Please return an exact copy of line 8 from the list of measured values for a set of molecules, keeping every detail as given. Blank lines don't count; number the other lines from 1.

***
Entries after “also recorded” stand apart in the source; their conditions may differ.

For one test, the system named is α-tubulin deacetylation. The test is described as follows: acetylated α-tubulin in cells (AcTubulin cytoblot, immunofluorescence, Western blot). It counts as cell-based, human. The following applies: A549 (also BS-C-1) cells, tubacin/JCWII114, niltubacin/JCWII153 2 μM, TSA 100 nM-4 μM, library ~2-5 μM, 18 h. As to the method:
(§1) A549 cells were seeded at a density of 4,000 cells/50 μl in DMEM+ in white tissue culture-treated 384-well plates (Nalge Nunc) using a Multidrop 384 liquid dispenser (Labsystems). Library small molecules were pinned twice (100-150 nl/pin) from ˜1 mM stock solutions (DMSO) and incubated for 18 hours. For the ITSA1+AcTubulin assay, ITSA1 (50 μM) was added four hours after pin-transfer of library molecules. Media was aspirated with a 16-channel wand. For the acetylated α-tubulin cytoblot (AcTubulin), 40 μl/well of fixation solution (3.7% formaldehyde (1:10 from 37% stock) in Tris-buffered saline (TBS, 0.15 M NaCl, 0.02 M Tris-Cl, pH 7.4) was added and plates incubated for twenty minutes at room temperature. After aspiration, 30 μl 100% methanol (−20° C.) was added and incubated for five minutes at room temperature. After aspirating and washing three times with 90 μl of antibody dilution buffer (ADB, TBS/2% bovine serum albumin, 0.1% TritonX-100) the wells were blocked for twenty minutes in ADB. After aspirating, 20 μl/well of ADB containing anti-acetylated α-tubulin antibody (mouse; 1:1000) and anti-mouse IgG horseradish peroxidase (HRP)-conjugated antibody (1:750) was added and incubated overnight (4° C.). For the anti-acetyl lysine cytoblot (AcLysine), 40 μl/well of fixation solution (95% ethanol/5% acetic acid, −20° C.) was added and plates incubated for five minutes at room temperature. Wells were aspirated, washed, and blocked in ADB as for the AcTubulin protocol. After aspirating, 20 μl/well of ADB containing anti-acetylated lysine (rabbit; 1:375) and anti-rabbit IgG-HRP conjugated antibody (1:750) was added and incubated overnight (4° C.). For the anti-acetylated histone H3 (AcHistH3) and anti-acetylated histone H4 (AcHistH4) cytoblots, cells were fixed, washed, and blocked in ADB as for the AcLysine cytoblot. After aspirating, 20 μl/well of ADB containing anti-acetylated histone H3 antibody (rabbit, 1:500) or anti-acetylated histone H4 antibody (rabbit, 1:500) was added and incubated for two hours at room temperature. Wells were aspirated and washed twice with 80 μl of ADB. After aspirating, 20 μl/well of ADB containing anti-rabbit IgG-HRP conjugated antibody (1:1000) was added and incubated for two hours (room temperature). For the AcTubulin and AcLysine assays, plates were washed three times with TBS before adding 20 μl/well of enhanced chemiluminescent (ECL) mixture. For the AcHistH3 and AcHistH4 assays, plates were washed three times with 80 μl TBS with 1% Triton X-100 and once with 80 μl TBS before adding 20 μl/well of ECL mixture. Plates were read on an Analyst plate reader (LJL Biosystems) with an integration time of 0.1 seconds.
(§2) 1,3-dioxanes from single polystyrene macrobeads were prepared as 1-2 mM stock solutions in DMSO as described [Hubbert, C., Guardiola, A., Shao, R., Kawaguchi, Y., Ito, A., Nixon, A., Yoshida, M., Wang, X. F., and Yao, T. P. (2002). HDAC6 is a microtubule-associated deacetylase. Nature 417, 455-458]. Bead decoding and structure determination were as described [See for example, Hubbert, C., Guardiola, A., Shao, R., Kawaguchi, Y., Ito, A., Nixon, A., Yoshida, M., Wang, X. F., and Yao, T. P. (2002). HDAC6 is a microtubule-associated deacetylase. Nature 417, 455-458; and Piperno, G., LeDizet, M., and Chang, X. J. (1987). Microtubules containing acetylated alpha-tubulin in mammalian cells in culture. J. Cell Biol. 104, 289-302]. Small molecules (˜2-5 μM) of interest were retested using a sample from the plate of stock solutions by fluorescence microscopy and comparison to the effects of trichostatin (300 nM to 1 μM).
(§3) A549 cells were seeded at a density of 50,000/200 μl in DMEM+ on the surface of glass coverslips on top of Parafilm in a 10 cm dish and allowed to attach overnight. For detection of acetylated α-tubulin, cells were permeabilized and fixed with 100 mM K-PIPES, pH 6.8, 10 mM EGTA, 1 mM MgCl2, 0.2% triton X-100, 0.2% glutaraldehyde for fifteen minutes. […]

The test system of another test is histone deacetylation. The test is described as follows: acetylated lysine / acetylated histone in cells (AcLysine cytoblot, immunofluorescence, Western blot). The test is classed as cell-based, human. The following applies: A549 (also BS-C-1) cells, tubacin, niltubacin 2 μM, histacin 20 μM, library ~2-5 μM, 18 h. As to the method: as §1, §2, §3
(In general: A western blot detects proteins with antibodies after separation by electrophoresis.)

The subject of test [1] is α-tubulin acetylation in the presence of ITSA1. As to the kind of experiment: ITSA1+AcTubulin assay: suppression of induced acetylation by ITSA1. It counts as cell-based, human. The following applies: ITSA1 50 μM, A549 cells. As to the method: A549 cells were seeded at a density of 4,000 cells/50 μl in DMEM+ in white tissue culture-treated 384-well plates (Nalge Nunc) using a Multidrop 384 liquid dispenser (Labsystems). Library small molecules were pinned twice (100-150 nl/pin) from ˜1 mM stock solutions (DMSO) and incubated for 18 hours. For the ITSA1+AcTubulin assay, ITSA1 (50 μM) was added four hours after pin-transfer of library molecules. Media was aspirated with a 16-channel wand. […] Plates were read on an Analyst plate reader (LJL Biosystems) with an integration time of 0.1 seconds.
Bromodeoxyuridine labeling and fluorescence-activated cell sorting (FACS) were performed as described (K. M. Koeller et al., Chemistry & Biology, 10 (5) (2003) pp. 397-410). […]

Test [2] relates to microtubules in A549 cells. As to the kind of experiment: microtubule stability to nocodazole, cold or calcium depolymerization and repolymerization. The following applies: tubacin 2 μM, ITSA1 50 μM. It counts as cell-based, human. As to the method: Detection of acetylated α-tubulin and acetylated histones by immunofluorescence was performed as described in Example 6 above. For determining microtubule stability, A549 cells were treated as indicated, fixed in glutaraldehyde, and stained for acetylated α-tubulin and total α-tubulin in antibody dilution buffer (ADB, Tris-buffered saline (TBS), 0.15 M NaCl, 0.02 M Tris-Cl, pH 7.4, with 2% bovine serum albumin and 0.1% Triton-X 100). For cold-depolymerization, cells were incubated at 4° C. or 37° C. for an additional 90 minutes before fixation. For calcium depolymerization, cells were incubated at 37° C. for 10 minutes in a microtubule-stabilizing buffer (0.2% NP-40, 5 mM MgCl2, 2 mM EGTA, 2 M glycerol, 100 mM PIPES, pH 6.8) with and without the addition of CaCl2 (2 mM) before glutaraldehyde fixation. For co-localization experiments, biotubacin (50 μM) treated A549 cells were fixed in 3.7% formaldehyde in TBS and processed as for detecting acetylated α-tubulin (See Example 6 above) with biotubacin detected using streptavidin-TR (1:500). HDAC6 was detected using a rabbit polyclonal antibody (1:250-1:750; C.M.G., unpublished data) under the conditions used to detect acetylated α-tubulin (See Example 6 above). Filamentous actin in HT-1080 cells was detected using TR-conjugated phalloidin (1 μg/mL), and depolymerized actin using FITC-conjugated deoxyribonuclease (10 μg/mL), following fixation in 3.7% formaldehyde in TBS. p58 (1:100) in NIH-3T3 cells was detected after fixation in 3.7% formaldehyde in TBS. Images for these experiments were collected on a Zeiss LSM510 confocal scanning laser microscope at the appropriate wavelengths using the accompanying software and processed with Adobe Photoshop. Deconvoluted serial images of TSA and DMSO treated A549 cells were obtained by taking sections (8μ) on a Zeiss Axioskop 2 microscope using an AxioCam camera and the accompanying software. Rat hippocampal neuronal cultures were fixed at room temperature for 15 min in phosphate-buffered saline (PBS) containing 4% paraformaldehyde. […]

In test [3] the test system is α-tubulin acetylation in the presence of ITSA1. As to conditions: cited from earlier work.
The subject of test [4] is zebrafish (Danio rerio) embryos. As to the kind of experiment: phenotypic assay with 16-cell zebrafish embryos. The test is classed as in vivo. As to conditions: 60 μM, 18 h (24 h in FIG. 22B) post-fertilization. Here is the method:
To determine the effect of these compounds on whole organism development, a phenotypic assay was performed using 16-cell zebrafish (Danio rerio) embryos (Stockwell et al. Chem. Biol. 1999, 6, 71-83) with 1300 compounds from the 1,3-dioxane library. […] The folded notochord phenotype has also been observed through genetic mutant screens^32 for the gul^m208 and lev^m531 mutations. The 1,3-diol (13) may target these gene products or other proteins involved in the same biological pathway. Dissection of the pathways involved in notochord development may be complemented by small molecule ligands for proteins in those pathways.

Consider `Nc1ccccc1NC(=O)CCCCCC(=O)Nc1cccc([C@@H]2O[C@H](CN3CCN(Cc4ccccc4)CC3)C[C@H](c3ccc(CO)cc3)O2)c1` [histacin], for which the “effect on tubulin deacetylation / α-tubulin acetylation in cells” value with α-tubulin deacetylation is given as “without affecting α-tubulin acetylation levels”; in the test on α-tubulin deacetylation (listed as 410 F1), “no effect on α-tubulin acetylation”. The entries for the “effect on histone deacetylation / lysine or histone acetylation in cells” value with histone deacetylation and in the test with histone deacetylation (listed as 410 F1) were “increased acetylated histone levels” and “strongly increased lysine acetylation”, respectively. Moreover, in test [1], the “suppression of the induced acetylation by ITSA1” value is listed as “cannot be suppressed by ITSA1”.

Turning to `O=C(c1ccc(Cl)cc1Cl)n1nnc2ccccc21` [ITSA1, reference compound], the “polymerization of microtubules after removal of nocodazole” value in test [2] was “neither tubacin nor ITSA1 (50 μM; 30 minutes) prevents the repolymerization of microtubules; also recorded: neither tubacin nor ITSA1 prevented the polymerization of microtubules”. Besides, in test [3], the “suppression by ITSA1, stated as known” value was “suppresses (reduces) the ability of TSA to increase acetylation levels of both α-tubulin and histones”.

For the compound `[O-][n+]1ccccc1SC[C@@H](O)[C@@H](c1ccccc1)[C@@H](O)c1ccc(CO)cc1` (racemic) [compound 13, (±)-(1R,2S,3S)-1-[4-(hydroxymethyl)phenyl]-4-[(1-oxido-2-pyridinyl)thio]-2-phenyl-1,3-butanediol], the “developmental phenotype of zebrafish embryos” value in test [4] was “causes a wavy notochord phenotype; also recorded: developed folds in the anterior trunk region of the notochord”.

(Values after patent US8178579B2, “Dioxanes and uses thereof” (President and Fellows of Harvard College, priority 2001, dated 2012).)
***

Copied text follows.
The subject of test [1] is α-tubulin acetylation in the presence of ITSA1. As to the kind of experiment: ITSA1+AcTubulin assay: suppression of induced acetylation by ITSA1. It counts as cell-based, human. The following applies: ITSA1 50 μM, A549 cells. As to the method: A549 cells were seeded at a density of 4,000 cells/50 μl in DMEM+ in white tissue culture-treated 384-well plates (Nalge Nunc) using a Multidrop 384 liquid dispenser (Labsystems). Library small molecules were pinned twice (100-150 nl/pin) from ˜1 mM stock solutions (DMSO) and incubated for 18 hours. For the ITSA1+AcTubulin assay, ITSA1 (50 μM) was added four hours after pin-transfer of library molecules. Media was aspirated with a 16-channel wand. […] Plates were read on an Analyst plate reader (LJL Biosystems) with an integration time of 0.1 seconds.